In this week’s Torah portion, Va’etchanan, we read the powerful “Shema” in which we are commanded to “love the Lord your G-d with all your heart, with all your soul and with all your might”. Love is never easy, certainly not when we are commanded to feel love, so why does the Torah demand it? Chassidus explains that the commandment isn’t about the emotion of love, but rather a command of the meditative state that can bring the Jew to love. If you don’t think G-d is “pretty”, if you don’t think He’s “intelligent”, if you don’t share His “values”, of course love will be impossible. Yet, if we meditate on all things G-d, realizing He’s everything you ever wanted, you will love Him too.

When we get caught up in all the perceived negatives in our life, then of course loving G-d won’t come easy. When stuck in the self-pity and “woe is to me” mentality, we are destined to anger, or worse, apathy. Yet, If we think of the miracle that is our bodies, when we think of the natural beauty that surrounds us in Big Sky Country, when we think of the ideas science has discovered in the creation, when we ponder the wonder of childbirth or kidney donations, it’s easy to fall in love with the “Producer” of this world.

Reflect on G-d’s system each morning; the love will follow!

May G-d guard our brethren in Israel and the world over from harm and send us Mashiach speedily. May G-d protect the armed forces of Israel and the United States wherever they may be. Shabbat Shalom! Chazak!!! L'Chaim!!!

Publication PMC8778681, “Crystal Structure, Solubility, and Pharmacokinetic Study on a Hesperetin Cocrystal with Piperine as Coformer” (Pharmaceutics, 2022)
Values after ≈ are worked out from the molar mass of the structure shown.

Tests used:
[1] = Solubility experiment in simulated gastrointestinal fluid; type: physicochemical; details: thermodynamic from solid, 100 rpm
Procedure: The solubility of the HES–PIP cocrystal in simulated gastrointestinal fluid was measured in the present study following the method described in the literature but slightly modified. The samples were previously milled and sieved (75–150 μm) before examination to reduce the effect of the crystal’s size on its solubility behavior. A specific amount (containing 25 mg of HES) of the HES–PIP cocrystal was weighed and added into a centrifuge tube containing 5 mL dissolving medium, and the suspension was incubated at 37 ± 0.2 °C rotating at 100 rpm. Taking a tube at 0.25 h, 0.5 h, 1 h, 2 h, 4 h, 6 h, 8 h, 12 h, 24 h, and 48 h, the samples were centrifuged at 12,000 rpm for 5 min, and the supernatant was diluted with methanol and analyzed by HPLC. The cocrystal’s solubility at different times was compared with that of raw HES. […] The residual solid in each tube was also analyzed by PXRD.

Bar Mitzvah @ Bridger Creek!

 

On Sunday, I was fortunate to celebrate at the Bar Mitzvah of Adam Mendelsohn, a young man whose thirst for Jewish knowledge, and devotion to its study, is inspiring. As we stood near Bridger Creek and listened to him read the morning Brachot, blessings of gratitude, in fluent Hebrew, I realized that the “doom and gloom” research groups, who sit in ivory towers discussing the future of Jewry, are off, off big time. Adam’s parents Jason and Ronni introduced Adam to me and 25 Facetime lessons later this kid rocked it. He didn’t want a ritzy glitzy showbiz “Bar Mitzvah”, he wanted “tradition” and his wish was fulfilled.

 

 

This Shabbos, on which we read the Haftorah with the visionary words of Isiah, is known as “Shabbos Chazon”, the “Shabbos of Vision”. The Rebbe of blessed memory emphasized that it’s not just Isaiah’s vision but about us. Do we see the world with our soul lens or the coarseness of our bodily lens? Do we have a vision of doom when things are bright or a vision of brightness when all seems lost? Can we see the destruction and envision redemption like Isiah or see redemption and envision devastation like Pew Research? On This Shabbos, as we prep for the saddest day of the year, Tisha B’Av, our soul sees the Third Temple that will come with Mashiach, and it thirsts for the brightness.